I've had a bunch of 3wts over the years, sold most, yet keep coming back to them. They seem to be an ideal weight for the kind of fishing I prefer for smallish trout in both moving water and lakes. As my casting has evolved over the years, I find that it's more important to me to have a rod with a slower action than a stiffer one.

    I say this for a couple of reasons: First that my casting stoke is lot more relaxed, so a slower action tends to be more forgiving of occasional timing errors, still allowing my loop to recover nicely even though I may miss a cue or two. A faster rod seems less tolerant of my style and more likely to collapse a loop if my timing isn't spot on. More importantly though is that a slower action rod flexes more deeply, making a 10" trout feel more like a 15" one on a faster rod.

    As for reels, I see absolutely no need for any design featuring a disc drag. A simple click-pawl drag that prevents overrun when pulling off line before casting is entirely sufficient. Sure, if I manage to hook a 5 pound fish, a disc drag can come in handy. But given how unlikely that is in the waters I frequent, and the fact that even a click-pawl reel plus your hand on the rim has enough stopping power for even a steelhead, I see no need on an overengineered mechanical marvel that will largely be wasted.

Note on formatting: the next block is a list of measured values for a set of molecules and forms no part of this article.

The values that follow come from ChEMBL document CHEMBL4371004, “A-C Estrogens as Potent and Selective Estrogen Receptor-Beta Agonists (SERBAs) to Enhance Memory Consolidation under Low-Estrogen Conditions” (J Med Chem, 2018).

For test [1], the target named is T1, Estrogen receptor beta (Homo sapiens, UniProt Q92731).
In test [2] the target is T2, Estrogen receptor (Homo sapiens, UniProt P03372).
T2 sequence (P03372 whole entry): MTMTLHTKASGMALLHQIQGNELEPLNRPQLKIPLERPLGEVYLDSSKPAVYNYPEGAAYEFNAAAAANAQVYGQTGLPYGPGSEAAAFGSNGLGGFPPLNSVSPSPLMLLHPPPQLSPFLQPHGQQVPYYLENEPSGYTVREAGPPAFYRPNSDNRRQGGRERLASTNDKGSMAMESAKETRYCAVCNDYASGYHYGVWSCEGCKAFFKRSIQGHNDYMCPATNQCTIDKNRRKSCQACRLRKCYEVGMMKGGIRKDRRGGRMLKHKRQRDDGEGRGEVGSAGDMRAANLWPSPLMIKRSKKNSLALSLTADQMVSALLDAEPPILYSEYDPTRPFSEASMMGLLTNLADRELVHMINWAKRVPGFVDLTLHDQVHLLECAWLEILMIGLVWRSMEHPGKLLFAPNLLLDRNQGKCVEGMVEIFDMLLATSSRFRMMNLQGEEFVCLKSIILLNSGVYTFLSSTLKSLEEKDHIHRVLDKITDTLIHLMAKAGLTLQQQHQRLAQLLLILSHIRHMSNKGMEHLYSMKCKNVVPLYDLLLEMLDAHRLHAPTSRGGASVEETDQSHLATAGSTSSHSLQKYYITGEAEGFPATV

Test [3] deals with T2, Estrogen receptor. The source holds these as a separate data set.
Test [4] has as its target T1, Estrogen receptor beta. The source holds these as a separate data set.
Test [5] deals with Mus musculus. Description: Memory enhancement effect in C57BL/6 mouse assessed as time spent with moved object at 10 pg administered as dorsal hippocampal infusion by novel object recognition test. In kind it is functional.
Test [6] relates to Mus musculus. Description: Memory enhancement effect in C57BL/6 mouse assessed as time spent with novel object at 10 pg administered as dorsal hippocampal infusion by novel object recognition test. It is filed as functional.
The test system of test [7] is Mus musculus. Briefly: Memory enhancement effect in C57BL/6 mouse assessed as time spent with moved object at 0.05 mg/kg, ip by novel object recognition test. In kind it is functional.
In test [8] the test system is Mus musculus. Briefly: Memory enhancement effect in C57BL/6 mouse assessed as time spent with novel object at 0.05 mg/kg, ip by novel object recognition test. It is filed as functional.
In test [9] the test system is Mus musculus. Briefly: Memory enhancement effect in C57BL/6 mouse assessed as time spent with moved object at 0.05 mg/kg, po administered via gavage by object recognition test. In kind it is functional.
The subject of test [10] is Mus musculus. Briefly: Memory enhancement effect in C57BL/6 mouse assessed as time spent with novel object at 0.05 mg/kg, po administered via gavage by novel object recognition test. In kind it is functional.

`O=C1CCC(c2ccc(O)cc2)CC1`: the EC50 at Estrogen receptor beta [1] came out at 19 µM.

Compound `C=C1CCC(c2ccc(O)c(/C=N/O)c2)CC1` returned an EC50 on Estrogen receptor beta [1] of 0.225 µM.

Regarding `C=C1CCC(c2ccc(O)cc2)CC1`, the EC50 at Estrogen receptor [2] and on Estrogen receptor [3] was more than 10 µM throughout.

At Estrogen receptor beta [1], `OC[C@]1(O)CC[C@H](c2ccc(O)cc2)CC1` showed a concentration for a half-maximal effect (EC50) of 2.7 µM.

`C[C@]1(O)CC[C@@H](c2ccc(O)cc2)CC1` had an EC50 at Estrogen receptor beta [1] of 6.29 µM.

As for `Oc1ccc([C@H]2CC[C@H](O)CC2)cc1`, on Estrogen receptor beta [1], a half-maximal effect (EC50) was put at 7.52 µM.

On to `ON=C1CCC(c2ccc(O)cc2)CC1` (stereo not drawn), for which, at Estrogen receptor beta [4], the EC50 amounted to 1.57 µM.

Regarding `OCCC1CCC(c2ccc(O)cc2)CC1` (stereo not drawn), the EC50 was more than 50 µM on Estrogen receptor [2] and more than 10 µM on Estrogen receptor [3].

I have several 3wts right now: a Redington 8 foot CT 6-piece graphite; a 1970s Hardy Marvel 7-1/2 foot 3/2 cane; and an Orvis Flea 6-1/2 foot 2/2 cane. Paired with a reel with a minimal drag and DT line, each is a great choice for fish up to 15-16".

    Hope this helps,

    K
     
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  6. Eyejuggler

    Eyejuggler Beech Nut

    Excellent advise, I have never experienced a glass rod, but perhaps now is the time to try one out at my local shop. I was tending to think the shorter version just for bushwhacking ease, so definitely a thought, but mid 7 sounds about right. My current focus is beach fishing with a stiff 9.6 so I expect this will be an eye opener.
    Thanks for the input you all!
     
  7. Kyle Smith

    Kyle Smith Active Member

    If my small stream fish were Cascades cutties I'd consider a 2wt setup to be a funner option.
     
  8. Gary Knowels

    Gary Knowels Active Member

    I have a CT 8' 3 weight 6 piece that I like to use as well as a 7'6" 5 weight glass rod from the 60's. Both are fun stream rods that have different strengths. You are more than welcome to meet up with me at some point and cast both of them to see if you like them.